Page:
I was confessing in the previous post about how much I’ve neglected painting of late.  My attention has been fixed upon other things, and not only have I not been painting, I have not wanted to paint.  I “intend” to work, but don’t.  Little distractions lead me astray. 

I was thinking about it today — about the things that trigger for me a desire to paint.  For me, it’s color.  Even just thoughts about certain color combinations can make me want to paint — though I haven’t tried very hard to use these thoughts to get myself back to work. 

Part of the problem is perhaps about responsibility.  I do believe that being responsible is a central component of one’s character, a core virtue that one wants to possess.  Yes, I do aspire to being a responsible person.  But I have to admit that “responsibility” doesn’t paint pictures.  Sometimes I have done my best painting when I was “goofing off” with an idea.  Sometimes my most productive times have felt more like play than work — good enough to make one feel guilty about the exuberance.

In this unproductive phase, I’m wondering to myself if in order to be more “responsible” in the making of pictures, maybe I need to be more irresponsible.  Perhaps I need a strong dose of play.  Perhaps I am too diligent.  Could I be lacking in a certain kind of essential laziness?  Am I too uptight?    Perhaps the flowers will matter most when they become “just flowers,”  beautiful and useless and transitory like real flowers.  Just simple flowers.

Hands On


Here’s the next sequence in the series of posts whose goal is to move from a false idea of art into a true one.  I had used poor Ellsworth Kelly as my whipping boy in a post written months ago.  Finding that the Kelly post received lots of views from readers looking specifically for information about him, I decided that I could use Kelly’s example of anti-art to teach visitors something about the nature of genuine art.  To  get the benefit of the whole argument, one needs to consult earlier posts.  However, this post begins in medius res.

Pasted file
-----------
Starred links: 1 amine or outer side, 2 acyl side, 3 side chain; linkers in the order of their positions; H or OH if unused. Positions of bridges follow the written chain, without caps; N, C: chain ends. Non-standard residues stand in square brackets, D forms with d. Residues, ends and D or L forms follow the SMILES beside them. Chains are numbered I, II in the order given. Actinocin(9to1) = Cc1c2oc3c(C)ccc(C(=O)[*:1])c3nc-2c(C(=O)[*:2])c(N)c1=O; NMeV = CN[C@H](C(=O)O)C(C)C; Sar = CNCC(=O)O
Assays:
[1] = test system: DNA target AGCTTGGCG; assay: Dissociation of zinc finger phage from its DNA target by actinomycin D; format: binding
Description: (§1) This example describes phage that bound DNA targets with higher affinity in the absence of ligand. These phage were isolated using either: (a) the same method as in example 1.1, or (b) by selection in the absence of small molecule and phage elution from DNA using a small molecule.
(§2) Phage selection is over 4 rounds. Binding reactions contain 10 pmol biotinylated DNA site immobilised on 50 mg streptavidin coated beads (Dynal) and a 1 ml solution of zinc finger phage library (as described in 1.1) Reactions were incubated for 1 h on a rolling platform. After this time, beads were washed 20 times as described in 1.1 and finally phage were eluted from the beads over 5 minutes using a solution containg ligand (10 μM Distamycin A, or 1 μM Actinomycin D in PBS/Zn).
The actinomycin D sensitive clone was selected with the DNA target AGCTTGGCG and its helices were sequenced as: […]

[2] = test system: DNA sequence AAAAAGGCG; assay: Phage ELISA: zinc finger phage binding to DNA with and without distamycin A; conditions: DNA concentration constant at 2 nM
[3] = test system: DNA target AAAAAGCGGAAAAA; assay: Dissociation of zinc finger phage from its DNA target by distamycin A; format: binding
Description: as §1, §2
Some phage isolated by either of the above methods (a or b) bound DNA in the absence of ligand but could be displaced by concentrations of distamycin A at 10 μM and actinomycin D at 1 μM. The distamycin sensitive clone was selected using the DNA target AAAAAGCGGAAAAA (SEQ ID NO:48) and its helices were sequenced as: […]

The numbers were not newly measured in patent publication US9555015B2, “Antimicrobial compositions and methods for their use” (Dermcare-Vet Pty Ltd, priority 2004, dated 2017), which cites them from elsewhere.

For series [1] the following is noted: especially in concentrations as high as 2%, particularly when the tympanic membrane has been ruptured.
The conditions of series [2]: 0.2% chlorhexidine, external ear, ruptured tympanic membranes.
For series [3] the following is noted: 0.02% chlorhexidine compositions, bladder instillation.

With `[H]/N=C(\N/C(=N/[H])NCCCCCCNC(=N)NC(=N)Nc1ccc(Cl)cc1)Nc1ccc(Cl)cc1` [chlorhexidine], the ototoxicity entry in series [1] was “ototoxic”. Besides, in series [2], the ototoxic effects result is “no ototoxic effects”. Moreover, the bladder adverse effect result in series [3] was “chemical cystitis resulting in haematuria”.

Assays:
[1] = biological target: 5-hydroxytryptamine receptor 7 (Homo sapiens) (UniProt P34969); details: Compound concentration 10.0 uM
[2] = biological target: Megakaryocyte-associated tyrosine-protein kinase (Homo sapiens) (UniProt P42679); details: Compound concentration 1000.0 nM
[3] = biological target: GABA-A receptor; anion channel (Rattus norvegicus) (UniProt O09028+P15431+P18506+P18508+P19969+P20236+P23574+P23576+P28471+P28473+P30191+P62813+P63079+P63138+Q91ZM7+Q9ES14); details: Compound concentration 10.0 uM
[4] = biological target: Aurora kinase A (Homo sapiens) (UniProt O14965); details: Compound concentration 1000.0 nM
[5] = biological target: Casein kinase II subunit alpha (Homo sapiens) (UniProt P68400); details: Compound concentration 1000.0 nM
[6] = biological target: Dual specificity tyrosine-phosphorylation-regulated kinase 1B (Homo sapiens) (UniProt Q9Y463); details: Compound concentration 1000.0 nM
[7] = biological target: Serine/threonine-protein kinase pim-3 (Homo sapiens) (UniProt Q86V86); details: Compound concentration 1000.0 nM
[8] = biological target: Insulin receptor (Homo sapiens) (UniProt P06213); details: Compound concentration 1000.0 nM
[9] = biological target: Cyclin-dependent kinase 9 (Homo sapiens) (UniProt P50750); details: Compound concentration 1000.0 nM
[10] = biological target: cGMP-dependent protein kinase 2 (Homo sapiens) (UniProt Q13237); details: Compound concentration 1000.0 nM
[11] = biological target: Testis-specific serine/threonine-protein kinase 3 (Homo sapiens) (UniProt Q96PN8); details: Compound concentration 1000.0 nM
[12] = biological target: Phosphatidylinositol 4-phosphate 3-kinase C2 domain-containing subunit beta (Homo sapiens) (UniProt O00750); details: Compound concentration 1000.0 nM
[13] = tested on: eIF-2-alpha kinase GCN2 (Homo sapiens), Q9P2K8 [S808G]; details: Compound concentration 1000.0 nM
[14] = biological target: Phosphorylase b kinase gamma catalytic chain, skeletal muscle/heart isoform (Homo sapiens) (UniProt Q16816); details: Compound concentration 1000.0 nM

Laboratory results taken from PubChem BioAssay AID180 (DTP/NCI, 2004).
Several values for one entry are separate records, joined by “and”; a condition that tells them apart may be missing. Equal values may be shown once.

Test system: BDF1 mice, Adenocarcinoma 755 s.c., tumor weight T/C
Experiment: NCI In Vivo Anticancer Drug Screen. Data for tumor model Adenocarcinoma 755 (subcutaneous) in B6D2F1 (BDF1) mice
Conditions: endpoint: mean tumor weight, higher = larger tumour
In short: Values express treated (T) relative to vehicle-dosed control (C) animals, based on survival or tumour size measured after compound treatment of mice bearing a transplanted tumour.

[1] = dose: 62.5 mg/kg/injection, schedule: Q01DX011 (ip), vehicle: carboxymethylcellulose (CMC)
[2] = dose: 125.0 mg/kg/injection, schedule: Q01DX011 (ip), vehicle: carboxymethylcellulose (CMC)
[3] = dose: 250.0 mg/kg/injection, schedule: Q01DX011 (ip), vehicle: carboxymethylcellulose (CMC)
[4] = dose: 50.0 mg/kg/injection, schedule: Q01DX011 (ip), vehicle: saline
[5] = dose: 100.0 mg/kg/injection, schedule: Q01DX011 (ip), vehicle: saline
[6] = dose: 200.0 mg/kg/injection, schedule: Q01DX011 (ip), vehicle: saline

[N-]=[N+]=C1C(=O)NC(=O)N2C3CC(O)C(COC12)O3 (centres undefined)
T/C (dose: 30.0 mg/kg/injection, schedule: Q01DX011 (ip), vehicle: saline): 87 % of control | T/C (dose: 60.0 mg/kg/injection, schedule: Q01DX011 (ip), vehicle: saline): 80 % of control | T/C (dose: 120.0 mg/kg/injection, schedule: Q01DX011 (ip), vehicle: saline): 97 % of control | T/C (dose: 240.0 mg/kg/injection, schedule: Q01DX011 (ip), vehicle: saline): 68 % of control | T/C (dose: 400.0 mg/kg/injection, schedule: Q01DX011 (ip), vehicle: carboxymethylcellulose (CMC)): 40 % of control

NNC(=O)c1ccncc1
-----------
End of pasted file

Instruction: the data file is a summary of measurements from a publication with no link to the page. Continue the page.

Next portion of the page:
Here are simple squares.  It harks back to an exercise I used once while teaching an art camp to a group of mostly 10 to 14 year-old boys.  The idea came to me from my desperation since these energetic boys were driving me bonkers.  I needed something to calm their dynamism and thought that a ten minute session spent doing something quietly repetitious might be just the ticket.  All I asked them to do was draw a sequence of squares and fill each square with a solid color.

To my great surprise, ten minutes drifted into twenty minutes then into thirty minutes.  I told them we had to finish up and was greeted with lamentful moaning, “please — just a little more time!”  I couldn’t believe it.  What was even more wonderful was to observe that each kid had turned this seemingly robot task into evidence of individual temperament.  Each drawing was different.

Before switching to our next topic, I first collected all the drawings and gathered the kids round in a circle in a dark corridor outside our classroom (hoping that dimness would hold them in their quiet mood).  I displayed each drawing one by one, asking the author to raise a hand.  Each kid readily found his own drawing for there were no two alike.

The first “gesture” of art is the introduction of the individual into it.  Even something as simple as drawing squares can unmask the self.

The fact that one physically draws the squares also holds great significance.  To draw squares this way was like learning to write letters of an alphabet. It’s not a great achievement, but it can be a first step toward marvellous possibility.

I use the idea of “drawing squares” because it has so much structure and seems like the very opposite of “creativity.”  Indeed, I think that Kelly’s kind of art hinges on mindless sterility in that he produces a manufactured kind of image and makes it “art” by affixing his name to it and charging large sums of money for it (which quite strangely he has succeeded in getting).

But the simple art of the hand does not gain or lose in virtue by the vagaries of monetary value that society attaches to it.  This first exercise of squares consists merely in making lines, in rubbing down color, in choosing colors, all through which one catches the sense that colors have great innate beauty and can become emblems of mood or state of mind simply by virtue of their powerful combinations.

Meanwhile the role of the hand — the drawing something by hand — even something as simple as these squares — it’s here that both accident and serendipity creep into view.  And the memory of the hand — we begin to realize that the physical memory of gesture is different from yet related to sight.

More squares evolving in the next post.

Square Made More Complicated


To fully appreciate what’s going on here you have to begin with the post about Ellsworth Kelly that I posted here, and work forwards.